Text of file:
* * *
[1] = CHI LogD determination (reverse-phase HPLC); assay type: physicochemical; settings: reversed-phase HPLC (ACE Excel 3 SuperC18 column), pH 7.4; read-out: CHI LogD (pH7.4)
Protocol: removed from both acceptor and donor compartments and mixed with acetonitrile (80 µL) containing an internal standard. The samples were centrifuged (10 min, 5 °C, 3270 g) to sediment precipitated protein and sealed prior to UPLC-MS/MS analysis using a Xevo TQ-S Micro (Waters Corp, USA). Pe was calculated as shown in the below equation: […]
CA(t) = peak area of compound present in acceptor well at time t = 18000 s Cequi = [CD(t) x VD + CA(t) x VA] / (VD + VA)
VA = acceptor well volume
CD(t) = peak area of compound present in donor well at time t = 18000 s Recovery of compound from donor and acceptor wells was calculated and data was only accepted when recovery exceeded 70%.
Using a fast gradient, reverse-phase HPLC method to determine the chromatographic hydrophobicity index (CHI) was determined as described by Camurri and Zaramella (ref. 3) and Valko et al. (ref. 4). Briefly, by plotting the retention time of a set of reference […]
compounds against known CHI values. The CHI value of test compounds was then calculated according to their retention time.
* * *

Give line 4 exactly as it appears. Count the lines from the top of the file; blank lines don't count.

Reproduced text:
VA = acceptor well volume